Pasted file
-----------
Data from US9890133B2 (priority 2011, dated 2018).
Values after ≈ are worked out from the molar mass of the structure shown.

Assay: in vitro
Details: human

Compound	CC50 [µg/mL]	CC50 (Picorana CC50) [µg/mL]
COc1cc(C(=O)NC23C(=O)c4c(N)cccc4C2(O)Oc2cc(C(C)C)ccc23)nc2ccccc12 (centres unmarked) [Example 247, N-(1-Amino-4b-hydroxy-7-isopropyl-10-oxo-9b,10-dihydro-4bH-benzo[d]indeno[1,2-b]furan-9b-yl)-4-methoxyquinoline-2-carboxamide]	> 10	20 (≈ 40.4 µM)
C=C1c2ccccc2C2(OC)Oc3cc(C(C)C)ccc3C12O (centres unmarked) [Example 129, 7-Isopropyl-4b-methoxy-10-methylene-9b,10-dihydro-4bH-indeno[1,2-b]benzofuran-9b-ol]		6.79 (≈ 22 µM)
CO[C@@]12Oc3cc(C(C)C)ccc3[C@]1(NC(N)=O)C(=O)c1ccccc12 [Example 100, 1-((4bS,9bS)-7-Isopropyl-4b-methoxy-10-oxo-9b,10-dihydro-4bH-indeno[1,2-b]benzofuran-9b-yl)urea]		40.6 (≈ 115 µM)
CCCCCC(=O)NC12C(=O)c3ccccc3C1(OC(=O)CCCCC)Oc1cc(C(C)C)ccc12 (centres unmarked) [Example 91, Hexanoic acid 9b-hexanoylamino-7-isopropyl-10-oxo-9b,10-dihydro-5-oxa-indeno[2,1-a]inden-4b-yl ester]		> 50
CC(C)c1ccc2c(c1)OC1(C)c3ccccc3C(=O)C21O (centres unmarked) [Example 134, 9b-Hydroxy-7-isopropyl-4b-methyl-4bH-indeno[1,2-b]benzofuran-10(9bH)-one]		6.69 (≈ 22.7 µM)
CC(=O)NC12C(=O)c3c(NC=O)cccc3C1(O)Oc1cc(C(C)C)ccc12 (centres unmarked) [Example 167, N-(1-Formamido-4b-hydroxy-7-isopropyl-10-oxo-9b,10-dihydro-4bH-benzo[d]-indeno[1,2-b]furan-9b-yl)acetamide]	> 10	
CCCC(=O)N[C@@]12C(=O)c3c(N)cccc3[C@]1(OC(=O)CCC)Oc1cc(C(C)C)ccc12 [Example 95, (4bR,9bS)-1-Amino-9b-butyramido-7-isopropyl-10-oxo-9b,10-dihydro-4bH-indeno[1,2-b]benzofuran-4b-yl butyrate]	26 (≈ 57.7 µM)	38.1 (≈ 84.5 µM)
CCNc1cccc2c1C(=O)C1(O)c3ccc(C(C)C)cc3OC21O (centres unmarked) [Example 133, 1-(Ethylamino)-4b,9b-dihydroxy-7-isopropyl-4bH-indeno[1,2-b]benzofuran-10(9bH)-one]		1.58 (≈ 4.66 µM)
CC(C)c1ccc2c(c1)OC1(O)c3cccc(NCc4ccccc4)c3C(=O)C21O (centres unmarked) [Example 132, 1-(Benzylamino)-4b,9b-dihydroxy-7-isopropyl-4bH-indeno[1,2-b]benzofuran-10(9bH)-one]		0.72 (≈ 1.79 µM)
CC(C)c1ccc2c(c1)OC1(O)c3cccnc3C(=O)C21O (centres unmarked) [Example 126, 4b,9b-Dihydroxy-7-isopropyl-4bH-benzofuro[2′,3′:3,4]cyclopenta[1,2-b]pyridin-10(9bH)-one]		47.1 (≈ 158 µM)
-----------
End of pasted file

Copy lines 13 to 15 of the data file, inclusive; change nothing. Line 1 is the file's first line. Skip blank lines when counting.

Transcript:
CCNc1cccc2c1C(=O)C1(O)c3ccc(C(C)C)cc3OC21O (centres unmarked) [Example 133, 1-(Ethylamino)-4b,9b-dihydroxy-7-isopropyl-4bH-indeno[1,2-b]benzofuran-10(9bH)-one]		1.58 (≈ 4.66 µM)
CC(C)c1ccc2c(c1)OC1(O)c3cccc(NCc4ccccc4)c3C(=O)C21O (centres unmarked) [Example 132, 1-(Benzylamino)-4b,9b-dihydroxy-7-isopropyl-4bH-indeno[1,2-b]benzofuran-10(9bH)-one]		0.72 (≈ 1.79 µM)
CC(C)c1ccc2c(c1)OC1(O)c3cccnc3C(=O)C21O (centres unmarked) [Example 126, 4b,9b-Dihydroxy-7-isopropyl-4bH-benzofuro[2′,3′:3,4]cyclopenta[1,2-b]pyridin-10(9bH)-one]		47.1 (≈ 158 µM)